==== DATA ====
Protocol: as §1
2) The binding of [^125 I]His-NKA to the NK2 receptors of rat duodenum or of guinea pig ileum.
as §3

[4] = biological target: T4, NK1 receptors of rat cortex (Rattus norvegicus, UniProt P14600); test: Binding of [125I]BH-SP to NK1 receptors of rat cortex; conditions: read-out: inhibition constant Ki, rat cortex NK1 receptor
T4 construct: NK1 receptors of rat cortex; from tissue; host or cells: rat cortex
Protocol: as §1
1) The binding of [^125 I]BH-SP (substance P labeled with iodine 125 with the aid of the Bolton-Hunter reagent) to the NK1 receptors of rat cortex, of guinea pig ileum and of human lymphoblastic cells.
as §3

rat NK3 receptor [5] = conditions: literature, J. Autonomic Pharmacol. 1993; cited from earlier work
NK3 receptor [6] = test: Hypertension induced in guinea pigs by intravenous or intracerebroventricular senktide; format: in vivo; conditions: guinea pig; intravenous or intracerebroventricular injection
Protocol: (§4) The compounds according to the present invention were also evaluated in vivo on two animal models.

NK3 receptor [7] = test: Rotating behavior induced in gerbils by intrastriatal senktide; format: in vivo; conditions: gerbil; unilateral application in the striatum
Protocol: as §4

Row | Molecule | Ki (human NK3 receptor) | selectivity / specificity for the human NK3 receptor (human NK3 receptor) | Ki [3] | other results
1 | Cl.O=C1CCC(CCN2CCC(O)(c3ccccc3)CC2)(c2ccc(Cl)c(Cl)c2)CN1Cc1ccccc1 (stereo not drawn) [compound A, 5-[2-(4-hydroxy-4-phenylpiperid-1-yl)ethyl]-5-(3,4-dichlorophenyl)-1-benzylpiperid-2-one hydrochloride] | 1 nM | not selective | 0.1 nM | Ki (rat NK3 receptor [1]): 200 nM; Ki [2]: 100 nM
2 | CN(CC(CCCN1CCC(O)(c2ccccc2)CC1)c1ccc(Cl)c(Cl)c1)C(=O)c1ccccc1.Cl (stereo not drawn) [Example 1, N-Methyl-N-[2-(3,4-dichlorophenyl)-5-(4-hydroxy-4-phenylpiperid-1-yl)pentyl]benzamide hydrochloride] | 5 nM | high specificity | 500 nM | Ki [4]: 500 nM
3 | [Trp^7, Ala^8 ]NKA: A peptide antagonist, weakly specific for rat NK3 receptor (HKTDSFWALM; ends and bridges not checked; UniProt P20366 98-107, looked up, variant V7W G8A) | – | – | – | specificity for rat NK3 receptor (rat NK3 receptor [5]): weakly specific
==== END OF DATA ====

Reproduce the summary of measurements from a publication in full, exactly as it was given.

Protocol: as §1
2) The binding of [^125 I]His-NKA to the NK2 receptors of rat duodenum or of guinea pig ileum.
as §3

[4] = biological target: T4, NK1 receptors of rat cortex (Rattus norvegicus, UniProt P14600); test: Binding of [125I]BH-SP to NK1 receptors of rat cortex; conditions: read-out: inhibition constant Ki, rat cortex NK1 receptor
T4 construct: NK1 receptors of rat cortex; from tissue; host or cells: rat cortex
Protocol: as §1
1) The binding of [^125 I]BH-SP (substance P labeled with iodine 125 with the aid of the Bolton-Hunter reagent) to the NK1 receptors of rat cortex, of guinea pig ileum and of human lymphoblastic cells.
as §3

rat NK3 receptor [5] = conditions: literature, J. Autonomic Pharmacol. 1993; cited from earlier work
NK3 receptor [6] = test: Hypertension induced in guinea pigs by intravenous or intracerebroventricular senktide; format: in vivo; conditions: guinea pig; intravenous or intracerebroventricular injection
Protocol: (§4) The compounds according to the present invention were also evaluated in vivo on two animal models.

NK3 receptor [7] = test: Rotating behavior induced in gerbils by intrastriatal senktide; format: in vivo; conditions: gerbil; unilateral application in the striatum
Protocol: as §4

Row | Molecule | Ki (human NK3 receptor) | selectivity / specificity for the human NK3 receptor (human NK3 receptor) | Ki [3] | other results
1 | Cl.O=C1CCC(CCN2CCC(O)(c3ccccc3)CC2)(c2ccc(Cl)c(Cl)c2)CN1Cc1ccccc1 (stereo not drawn) [compound A, 5-[2-(4-hydroxy-4-phenylpiperid-1-yl)ethyl]-5-(3,4-dichlorophenyl)-1-benzylpiperid-2-one hydrochloride] | 1 nM | not selective | 0.1 nM | Ki (rat NK3 receptor [1]): 200 nM; Ki [2]: 100 nM
2 | CN(CC(CCCN1CCC(O)(c2ccccc2)CC1)c1ccc(Cl)c(Cl)c1)C(=O)c1ccccc1.Cl (stereo not drawn) [Example 1, N-Methyl-N-[2-(3,4-dichlorophenyl)-5-(4-hydroxy-4-phenylpiperid-1-yl)pentyl]benzamide hydrochloride] | 5 nM | high specificity | 500 nM | Ki [4]: 500 nM
3 | [Trp^7, Ala^8 ]NKA: A peptide antagonist, weakly specific for rat NK3 receptor (HKTDSFWALM; ends and bridges not checked; UniProt P20366 98-107, looked up, variant V7W G8A) | – | – | – | specificity for rat NK3 receptor (rat NK3 receptor [5]): weakly specific